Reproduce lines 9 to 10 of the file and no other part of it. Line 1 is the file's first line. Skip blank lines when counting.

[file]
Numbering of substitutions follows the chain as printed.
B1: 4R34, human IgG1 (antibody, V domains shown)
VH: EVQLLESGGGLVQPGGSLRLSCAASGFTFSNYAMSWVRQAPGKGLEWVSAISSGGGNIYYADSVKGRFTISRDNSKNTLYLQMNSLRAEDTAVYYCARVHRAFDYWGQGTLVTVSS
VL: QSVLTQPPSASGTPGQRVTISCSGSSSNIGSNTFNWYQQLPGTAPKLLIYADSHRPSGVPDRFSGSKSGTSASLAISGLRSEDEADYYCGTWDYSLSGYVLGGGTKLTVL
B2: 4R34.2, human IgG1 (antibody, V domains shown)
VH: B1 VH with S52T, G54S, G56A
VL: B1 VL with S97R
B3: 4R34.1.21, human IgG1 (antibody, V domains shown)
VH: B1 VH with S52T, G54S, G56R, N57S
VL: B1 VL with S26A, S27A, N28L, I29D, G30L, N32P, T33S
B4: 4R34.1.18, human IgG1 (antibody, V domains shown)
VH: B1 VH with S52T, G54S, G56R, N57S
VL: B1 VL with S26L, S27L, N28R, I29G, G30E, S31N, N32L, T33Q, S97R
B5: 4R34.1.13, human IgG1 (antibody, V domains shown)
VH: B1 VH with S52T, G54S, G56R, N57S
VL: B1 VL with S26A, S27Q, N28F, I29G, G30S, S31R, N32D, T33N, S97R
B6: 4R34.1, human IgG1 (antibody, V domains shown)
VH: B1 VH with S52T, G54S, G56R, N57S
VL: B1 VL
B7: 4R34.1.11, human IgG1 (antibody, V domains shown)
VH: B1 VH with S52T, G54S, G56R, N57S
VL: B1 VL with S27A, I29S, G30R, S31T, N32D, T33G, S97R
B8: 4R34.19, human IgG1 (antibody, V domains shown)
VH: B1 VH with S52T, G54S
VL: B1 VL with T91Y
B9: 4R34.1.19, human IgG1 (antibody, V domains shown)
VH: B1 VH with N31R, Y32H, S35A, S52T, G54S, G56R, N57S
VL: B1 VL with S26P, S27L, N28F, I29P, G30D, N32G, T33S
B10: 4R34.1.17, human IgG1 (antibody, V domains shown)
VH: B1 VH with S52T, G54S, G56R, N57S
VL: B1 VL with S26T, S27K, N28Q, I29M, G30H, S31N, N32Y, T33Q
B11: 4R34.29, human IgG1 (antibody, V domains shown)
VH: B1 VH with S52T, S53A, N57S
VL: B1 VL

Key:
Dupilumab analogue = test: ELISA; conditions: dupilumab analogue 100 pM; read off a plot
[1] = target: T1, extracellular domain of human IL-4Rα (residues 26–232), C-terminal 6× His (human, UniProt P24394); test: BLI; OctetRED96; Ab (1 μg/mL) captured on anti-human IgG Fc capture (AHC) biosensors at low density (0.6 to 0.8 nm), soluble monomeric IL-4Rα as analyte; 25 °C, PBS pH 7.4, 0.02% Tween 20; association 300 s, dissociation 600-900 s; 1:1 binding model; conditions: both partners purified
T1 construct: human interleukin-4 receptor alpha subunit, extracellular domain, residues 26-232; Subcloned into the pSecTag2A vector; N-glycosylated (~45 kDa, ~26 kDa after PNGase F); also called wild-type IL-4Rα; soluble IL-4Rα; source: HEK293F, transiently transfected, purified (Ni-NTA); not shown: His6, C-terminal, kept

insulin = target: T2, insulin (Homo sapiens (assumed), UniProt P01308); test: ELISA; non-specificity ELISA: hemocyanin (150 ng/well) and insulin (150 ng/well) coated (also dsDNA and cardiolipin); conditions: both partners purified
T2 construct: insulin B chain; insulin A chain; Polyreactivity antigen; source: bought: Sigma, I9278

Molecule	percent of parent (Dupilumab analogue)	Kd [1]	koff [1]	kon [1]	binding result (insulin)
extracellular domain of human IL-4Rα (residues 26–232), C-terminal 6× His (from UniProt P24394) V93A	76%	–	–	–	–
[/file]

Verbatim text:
VH: B1 VH with S52T, G54S, G56R, N57S
VL: B1 VL with S26A, S27A, N28L, I29D, G30L, N32P, T33S